This chapter focuses upon the Baltic States' alignment with European Union (EU) initiatives relating to controlling legal and combating illegal transfers of arms and military equipment. It begins by commenting upon the challenges posed by the illicit arms trade in the post-Cold War era. The chapter provides a summary of the EU's main efforts to harmonise export control legislation and co-ordinate responses to the illicit arms trade. Assessments by the Commission and the Council of Europe's Group of States against Corruption (GRECO) have highlighted a number of general concerns with corruption, experience and resources, which could impact upon their ability to uncover attempted diversions and arms brokering activities. Combating illicit trafficking and preventing the diversion of arms and strategic goods to the international illicit arms trade requires multi-lateral co-operation and degrees of transparency. A considerable number of measures had been adopted to tackle the proliferation and trafficking of illicit arms.
This chapter shows how hegemonic attempts to define and solidify Australian national identity have always been contested and unstable. It elucidates how Australian national conflict has been linked with tangible conflicts over land, injustice and power, and how they have been closely intertwined with anxieties about insecurity. The chapter argues that such a politics forestalls the achievement of a holistic and non-militarized security based upon the emancipation of human beings. It also argues that the operation of security politics gravely distorts Australian defence and foreign policy and directly endangers both others and the state's own citizens. The chapter suggests a range of ways in which the practices and conceptualizations of security, identity and sovereignty in Australia need to be refigured if Australian defence and security policy is to be rebalanced. It is important to place systems and processes of representation in security affairs, and politics more generally, under critical scrutiny.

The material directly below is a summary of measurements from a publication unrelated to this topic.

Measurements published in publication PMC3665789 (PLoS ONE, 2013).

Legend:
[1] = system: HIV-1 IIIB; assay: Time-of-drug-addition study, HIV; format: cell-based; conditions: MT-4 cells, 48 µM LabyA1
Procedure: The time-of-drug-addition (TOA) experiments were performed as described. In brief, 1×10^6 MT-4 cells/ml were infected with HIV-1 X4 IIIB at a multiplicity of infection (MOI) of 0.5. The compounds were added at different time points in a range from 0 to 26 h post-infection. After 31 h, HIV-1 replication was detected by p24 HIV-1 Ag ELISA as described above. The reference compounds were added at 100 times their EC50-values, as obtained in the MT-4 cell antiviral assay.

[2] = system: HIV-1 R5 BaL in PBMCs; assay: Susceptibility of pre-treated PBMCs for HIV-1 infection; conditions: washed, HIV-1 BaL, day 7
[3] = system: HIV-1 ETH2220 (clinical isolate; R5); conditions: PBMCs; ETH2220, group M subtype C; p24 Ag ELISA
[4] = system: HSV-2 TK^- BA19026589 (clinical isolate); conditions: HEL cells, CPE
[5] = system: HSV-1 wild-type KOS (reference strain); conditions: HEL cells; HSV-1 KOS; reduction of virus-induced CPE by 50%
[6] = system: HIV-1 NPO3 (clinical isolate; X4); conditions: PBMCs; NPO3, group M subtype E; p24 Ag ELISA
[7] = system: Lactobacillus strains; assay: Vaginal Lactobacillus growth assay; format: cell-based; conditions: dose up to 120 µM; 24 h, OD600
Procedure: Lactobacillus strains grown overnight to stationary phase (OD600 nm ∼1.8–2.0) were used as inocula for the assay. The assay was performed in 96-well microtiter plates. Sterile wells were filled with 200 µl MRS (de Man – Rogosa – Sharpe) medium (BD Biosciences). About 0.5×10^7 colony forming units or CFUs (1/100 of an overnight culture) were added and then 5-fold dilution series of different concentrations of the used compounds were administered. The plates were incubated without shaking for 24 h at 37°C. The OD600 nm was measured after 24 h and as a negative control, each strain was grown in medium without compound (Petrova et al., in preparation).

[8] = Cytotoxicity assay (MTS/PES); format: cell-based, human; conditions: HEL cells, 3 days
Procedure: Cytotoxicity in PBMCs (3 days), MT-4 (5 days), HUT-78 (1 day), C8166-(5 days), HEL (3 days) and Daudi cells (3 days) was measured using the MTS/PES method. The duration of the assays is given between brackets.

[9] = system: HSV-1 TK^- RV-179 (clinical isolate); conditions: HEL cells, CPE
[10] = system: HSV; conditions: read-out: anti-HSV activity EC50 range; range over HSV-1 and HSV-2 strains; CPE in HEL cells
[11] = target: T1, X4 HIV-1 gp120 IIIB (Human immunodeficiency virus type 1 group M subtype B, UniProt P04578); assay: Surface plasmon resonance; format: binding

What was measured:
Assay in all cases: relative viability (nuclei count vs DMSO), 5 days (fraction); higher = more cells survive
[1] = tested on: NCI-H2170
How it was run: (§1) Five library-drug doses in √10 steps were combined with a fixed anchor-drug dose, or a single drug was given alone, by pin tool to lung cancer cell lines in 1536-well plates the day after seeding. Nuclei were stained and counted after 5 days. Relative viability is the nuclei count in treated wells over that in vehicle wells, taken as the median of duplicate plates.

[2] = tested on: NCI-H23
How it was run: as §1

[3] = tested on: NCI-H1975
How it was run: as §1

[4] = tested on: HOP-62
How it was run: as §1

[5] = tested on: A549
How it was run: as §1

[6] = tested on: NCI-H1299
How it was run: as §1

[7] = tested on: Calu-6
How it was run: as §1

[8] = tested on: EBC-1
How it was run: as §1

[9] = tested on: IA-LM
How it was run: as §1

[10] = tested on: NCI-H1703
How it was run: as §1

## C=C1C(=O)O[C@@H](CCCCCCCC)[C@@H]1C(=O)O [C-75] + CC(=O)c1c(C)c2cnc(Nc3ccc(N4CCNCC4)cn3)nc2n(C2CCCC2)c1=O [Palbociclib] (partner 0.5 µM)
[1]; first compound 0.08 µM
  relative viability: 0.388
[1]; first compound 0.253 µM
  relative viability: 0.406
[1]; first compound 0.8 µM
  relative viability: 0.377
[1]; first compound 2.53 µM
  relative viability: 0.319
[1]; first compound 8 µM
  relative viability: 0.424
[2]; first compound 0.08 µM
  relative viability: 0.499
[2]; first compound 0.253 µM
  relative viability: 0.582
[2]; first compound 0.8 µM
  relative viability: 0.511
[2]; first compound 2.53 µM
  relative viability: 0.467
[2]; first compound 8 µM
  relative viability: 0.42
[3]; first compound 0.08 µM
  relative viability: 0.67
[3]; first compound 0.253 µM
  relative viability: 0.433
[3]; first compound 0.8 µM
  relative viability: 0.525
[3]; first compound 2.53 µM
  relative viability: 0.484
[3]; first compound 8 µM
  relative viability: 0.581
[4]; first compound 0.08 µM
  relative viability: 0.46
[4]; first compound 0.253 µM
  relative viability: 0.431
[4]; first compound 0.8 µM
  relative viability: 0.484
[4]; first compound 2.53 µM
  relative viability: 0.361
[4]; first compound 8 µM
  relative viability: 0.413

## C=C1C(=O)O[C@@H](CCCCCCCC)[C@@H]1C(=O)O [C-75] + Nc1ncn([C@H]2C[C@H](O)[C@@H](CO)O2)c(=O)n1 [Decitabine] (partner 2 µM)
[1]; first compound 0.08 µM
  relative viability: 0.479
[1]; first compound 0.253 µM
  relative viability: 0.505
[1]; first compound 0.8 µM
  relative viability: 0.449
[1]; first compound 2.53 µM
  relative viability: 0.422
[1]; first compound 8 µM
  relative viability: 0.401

On November 8, 2001, just days before the federal election, Prime Minister John Howard was making the customary leader's appearance at the National Press Club. This chapter exposes dilemmas about the role of intelligence in democratic politics, one that was to become a major issue in Howard's next term of government as he committed Australia to go to war against Iraq. Intelligence agencies had done much to dispel the suspicions and criticisms occasioned by the partisan conflicts in which they had sometimes been embroiled during the Cold War, and especially during the long period of conservative rule. As the long countdown to the Iraq war began, Australia's intelligence apparatus seemed to be stable and harmonious, and more professional than it had ever been, but there were undercurrents of tension.